Too often, how we treat animals is simply inhuman

Rasha Elass

standard Arab response to animal welfare issues is something like: “Oh,
come on. People barely have enough to eat/suffer enough/cannot find
shelter/die of disease/are victims of war – and you want us to worry
about animals?” But that may be about to change, and not before time.

Last week The
National reported the emergence of an enlightened new movement that
advances animal welfare within an Islamic context. Activists begin with
a simple question: does the designation of meat and poultry as halal
mean only that the animals must be slaughtered a certain way, or should
a Muslim also consider the way an animal was raised and treated on a
farm before slaughter?

Anyone who saw the 2008 film documentary Food, Inc.
will be familiar with the accusation levelled at large-scale
agricultural food production: that while factory farming produces cheap
food, it is also unhealthy and environmentally harmful. Human beings
may be at the top of the food chain, but it’s called a chain because
everything is connected: few people would choose to eat the
hormone-laden meat of sickly, unhappy animals if a green option were
readily and affordably available to them.

And that’s just the animals that we Muslims eat. But what
about the ones we do not eat? There was international revulsion a few
months ago when Egypt began slaughtering 300,000 pigs in an attempt to
stop the spread of swine flu. The authorities were accused of inhumane
culling and a failure to understand how people might be affected by the

Eye-witness accounts in the Egyptian press and on the
internet described bulldozers lifting pigs by the dozen as if they were
inanimate pieces of garbage. While still alive and kicking, the animals
were dumped into a large trash container before being sprayed with acid
water and powder to kill them. “The sound of the animals squealing was
so loud and too overbearing for any human to endure,” one witness
reported. The response of the religious authorities was to issue a
statement that “Islam commands us to show mercy”.

The Arabian Mau, a desert cat indigenous to the Arabian
peninsula, is about to make its debut at the world’s largest
international cat show next month in Germany: if, that is, it can
survive our city streets, where it too is treated like trash. Abu Dhabi
has delegated to the department of waste management the oversight of
thousands of feral Arabian Maus. Dubai, which has “managed” the feral
cat population for a few years now, is almost devoid of stray cats. The
municipality captured and destroyed most of them.

While euthanasia is an acceptable end to the perceived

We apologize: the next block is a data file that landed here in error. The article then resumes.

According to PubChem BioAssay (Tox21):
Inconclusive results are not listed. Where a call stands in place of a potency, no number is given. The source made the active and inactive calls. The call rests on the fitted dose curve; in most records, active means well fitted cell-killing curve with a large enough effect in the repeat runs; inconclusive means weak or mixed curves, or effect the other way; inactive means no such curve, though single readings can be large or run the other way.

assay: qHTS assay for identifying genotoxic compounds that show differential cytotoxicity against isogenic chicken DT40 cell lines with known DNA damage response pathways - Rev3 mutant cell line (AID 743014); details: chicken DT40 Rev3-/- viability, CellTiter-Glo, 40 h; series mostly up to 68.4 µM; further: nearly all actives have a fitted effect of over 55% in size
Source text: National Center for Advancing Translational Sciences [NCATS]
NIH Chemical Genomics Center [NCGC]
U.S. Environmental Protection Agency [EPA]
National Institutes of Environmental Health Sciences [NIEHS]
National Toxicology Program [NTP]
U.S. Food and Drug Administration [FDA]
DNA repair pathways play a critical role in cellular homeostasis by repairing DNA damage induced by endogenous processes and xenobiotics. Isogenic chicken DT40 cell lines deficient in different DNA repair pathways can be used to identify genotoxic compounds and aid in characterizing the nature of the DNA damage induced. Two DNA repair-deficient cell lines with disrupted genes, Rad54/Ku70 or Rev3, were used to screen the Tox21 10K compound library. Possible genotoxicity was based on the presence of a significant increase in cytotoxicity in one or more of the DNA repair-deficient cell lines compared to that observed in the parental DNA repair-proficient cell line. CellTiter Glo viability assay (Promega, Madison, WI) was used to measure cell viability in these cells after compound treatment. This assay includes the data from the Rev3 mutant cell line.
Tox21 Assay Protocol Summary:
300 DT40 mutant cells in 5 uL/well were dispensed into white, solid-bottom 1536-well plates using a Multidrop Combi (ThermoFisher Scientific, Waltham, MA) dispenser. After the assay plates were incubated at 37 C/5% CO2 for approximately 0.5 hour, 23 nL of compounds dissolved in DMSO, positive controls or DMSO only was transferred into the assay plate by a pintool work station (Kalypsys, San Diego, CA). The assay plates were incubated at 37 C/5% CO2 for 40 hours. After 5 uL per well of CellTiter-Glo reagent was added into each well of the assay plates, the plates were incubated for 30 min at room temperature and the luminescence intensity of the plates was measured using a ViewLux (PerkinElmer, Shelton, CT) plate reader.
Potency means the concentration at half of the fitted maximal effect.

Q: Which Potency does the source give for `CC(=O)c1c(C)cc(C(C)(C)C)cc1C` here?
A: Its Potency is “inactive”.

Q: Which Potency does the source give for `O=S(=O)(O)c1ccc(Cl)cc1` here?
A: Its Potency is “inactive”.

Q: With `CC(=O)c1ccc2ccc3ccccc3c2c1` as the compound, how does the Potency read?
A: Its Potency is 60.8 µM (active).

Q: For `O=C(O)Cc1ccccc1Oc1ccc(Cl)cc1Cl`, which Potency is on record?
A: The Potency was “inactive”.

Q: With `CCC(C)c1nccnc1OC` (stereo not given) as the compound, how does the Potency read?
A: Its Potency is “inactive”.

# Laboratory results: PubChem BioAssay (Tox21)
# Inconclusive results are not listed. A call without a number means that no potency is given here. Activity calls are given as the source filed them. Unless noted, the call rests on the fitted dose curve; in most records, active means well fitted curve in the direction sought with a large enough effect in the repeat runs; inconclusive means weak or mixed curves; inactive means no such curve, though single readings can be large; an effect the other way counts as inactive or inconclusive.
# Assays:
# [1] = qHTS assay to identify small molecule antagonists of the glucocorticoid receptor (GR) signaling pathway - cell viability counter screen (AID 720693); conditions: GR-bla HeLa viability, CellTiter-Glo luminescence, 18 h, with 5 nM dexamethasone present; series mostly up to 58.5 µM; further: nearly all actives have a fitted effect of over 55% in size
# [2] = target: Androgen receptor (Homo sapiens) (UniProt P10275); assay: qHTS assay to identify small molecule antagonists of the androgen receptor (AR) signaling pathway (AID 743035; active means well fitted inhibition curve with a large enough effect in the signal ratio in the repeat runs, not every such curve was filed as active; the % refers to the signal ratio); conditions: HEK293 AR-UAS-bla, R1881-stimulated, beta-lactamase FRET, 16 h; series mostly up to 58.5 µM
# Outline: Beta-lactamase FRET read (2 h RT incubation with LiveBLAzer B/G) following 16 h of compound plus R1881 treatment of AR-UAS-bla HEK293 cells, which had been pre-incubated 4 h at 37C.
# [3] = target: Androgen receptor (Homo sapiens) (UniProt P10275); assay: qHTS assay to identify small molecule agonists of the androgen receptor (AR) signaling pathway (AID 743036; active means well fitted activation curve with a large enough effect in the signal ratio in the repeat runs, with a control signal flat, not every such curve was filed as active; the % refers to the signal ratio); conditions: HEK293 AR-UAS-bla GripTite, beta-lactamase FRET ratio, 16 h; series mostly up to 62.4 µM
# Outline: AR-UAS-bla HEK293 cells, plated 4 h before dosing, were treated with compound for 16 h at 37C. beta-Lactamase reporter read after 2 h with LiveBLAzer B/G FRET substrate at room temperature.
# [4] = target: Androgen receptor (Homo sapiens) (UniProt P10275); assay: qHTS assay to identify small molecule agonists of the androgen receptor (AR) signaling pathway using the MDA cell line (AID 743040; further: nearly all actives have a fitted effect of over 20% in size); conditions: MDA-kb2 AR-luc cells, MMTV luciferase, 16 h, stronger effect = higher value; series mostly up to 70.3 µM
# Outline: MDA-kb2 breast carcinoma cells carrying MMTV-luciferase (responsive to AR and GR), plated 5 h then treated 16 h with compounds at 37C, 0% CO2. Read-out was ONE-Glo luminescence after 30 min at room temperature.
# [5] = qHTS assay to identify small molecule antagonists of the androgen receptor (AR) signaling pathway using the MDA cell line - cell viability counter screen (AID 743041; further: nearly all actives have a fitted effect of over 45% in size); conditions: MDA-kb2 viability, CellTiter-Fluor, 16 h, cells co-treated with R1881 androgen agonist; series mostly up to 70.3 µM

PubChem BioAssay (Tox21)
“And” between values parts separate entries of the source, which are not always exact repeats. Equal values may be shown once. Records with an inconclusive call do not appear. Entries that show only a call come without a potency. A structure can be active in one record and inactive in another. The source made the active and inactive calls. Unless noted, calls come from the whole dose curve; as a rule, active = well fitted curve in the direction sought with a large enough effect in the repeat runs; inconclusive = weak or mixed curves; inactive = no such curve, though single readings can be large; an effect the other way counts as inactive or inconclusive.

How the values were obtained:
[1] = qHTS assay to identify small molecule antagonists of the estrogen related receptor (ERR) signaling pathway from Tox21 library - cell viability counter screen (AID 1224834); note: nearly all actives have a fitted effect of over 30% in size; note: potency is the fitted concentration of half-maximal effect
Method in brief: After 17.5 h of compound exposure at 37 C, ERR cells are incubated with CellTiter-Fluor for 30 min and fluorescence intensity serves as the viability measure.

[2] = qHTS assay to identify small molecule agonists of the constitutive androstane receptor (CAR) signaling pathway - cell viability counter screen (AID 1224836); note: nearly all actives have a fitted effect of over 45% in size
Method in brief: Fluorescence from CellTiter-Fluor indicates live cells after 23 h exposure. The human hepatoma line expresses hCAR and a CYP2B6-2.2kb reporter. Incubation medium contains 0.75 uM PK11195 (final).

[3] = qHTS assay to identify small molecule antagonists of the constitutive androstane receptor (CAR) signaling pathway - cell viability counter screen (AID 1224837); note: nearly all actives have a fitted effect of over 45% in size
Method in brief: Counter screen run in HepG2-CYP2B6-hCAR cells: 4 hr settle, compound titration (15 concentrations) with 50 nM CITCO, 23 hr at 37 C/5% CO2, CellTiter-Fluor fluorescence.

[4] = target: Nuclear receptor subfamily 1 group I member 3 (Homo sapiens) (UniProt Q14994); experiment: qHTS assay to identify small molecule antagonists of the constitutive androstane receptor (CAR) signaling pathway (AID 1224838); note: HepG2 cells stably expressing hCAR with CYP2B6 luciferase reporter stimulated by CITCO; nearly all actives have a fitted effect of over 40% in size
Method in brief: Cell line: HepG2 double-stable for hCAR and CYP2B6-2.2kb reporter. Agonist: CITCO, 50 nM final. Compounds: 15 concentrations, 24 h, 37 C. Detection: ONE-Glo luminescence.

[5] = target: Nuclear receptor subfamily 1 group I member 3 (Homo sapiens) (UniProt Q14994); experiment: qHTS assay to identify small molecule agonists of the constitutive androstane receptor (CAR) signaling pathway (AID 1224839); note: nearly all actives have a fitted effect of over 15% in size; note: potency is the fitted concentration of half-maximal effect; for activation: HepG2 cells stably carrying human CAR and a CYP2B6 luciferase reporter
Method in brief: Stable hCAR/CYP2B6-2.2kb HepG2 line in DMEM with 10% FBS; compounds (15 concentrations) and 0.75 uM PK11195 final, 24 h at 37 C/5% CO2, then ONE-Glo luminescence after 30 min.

suffering of animals in the West (though even there a no-kill movement
is gaining momentum), the Islamic tradition does not allow it.
According to a recent fatwa by the Abu Dhabi Islamic Authority, it is
forbidden to kill an animal that does not pose immediate danger.

Islamic solution would be to build shelters and large preservation
areas and transfer our city strays into them. After all, life on the
street for a stray animal can be brutal, with the constant threat of
serious injury or disease. I suggested this recently to Dr Hamdan
Muslim al Mazrouei, president of the General Authority for Islamic
Affairs and Endowments.

Funding such projects with Islamic endowments, known as
awqaf, which also fund mosques and Islamic charity projects, is nothing
new. The diaries of genteel Englishwomen who travelled throughout the
Ottoman Empire in the 19th century often describe animal hospitals,
offering free or low-cost treatment to any animal for the public good.
Until a century ago, Damascus had awqaf projects to feed and nurse
stray cats, as people relied on them for pest control and as pets.

Dr al Mazrouei gave me more examples of awqaf for animals in
years past. One was a bird “rest stop”, built to provide a rest area
for migratory birds. “It had bird food on its roof for this purpose,”
he told me. Another was a hospital specifically for birds with broken

The Prophet is said to have been a “cat person”, going
out one cold night without his woollen abaya because the cat was curled
up on it and he did not want to disturb the pet. Many hadiths stress
humane treatment of animals, including a famous one about a “fallen
woman” who goes to Heaven because she put water in her shoe to offer a
thirsty dog.

As Dr al Mazrouei pointed out, awqaf projects are limited
only by our imagination. Is it not time for able Muslims to support and
endow all God’s creatures?